His school have been using it for a little while now.
There’s talk of us getting our own one soon, but for now we have the use of the schools one over the Summer break.
It’s an odd shape.
It can’t be folded nor hidden out of the way.
It is the latest in a long line of equipment to make it’s way into our home.
It isn’t the first piece of equipment and it won’t be the last,there’s talk and plans of a hoist track being fitted for when we eventually secure funding for an extension for our son.
It is an odd feeling using equipment to help my son do the things he used to do so easily.
It’s also amazing that there is such equipment to help my son do the things he can no longer do. It’s bittersweet, while I’m so thankful that there is such equipment it still sucks that my son needs it.
They taught me how to use it. I even took pictures, so I’d be able to check I had it done right, when it came to me doing it alone.
Yes, I’m that kind of mammy – if I’m going to have to use such equipment I want to make sure I use it correctly.
Ans so, yesterday for the first time ever, I placed my son into a Stander.
Something dawned on me as we went through this process of using his stander.
My son trusts me. He trusts me more than I trust myself.
He is familiar with it, which tells me the school team has done a lot of work with him.
He watched as I wheeled it towards him.
He sat straighter in his chair.
He popped out one foot then the other.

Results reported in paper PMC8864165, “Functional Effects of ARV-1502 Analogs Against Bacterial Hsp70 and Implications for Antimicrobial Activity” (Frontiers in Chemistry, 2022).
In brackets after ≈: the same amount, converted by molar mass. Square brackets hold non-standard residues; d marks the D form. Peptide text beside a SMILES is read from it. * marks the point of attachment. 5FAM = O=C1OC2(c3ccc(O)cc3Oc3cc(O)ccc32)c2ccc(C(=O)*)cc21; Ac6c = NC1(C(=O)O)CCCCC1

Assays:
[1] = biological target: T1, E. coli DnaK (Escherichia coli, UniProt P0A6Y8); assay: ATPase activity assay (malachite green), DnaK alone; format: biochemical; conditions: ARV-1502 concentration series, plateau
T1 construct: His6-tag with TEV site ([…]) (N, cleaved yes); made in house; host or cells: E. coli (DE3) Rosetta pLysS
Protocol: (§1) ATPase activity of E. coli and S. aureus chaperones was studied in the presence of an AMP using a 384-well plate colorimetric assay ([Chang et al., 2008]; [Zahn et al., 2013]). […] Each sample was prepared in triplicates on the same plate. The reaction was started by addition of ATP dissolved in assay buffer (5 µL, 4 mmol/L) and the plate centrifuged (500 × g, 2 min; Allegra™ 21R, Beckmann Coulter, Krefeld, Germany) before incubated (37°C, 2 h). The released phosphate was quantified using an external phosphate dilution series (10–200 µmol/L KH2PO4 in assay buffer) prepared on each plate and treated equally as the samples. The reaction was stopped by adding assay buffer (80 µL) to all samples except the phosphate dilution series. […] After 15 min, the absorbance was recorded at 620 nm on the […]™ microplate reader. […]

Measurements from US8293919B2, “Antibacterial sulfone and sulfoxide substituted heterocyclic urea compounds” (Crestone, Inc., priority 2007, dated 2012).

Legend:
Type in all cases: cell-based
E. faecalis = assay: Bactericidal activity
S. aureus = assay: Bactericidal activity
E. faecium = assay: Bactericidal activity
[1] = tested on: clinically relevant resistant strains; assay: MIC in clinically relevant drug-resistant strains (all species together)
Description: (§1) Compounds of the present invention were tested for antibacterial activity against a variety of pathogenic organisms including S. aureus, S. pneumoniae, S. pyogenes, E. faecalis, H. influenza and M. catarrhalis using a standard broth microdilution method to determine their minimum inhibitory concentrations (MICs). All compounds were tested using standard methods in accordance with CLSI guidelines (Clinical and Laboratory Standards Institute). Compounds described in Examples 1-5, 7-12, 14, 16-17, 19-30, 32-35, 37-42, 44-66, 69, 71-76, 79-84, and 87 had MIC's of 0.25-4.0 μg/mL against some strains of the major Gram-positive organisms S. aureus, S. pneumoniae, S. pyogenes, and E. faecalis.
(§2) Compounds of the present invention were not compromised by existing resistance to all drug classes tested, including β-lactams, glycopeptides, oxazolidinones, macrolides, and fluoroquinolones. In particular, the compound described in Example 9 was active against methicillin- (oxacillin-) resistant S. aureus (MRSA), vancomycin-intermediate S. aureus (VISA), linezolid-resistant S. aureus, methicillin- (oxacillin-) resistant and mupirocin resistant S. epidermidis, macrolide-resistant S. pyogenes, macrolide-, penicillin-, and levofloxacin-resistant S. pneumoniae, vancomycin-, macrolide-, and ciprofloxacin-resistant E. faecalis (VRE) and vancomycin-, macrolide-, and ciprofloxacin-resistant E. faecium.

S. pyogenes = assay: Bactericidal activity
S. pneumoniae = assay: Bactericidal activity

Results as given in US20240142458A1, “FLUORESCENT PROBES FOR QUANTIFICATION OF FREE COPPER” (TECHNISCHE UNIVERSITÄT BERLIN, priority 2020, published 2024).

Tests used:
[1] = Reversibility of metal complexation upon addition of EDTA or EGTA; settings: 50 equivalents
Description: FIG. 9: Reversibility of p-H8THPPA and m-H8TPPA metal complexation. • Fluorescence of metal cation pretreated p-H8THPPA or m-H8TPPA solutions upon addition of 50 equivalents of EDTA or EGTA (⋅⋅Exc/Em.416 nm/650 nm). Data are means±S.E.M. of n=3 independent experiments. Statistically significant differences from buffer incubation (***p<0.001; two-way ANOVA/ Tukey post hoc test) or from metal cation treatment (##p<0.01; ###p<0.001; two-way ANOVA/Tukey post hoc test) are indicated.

I was nervous because I’d never used this before and I worried I would forget a key part in the set up.
He’s wasn’t bothered.
He trusts me 100 percent. Sometimes, I marvel at the level of trust he has in my abilities like when I carry him down the stairs – I am so careful,so focused,so afraid I’ll miss a step, but him?
He’s smiling up at me, whistling away nestling into my chest.
He trusts me.
He trusts me despite my shaky hand when I’ve to clean,turn and push his peg in and out of the hole in his belly. Sometimes he watches as I do it other times he watches the TV knowing he doesn’t have to keep an eye on me.
He trusts that I won’t hurt him.
He trusts me despite my disastrous control over his electric wheelchair; he sings and whistles oblivious to the toes I’ve just wheeled over.
I don’t have that kind of trust in anyone,yet he places that trust in a lot of people in his life,not just me.
I strapped his feet in.
It took two of us to get him in a standing position.
I placed his feet into the footrest of the stander. He laughed.
He stretched his arms out for myself and his brother to help him stand.
He trusted that neither of us would let anything happen to him; while I on the other hand had the instructions on my phone which my youngest son was holding up for me to follow.
We stood Ethan up and quickly I strapped him in.
It took less than two minutes. He stood tall, arms outstretched while we played ‘Mickey Mouse Clubhouse’ theme tune as loud as the television would allow.
He used to love standing in front of the TV dancing and singing to his favourite shows, especially Mickey Mouse Clubhouse.
The three of us stood back and watched Ethan waving his arms around like a conductor of a band that only he could see.
It was magical.
And suddenly it didn’t matter that my son needed equipment to help him stand; my son was standing by himself for the first time in a year.
This was originally published on Firefly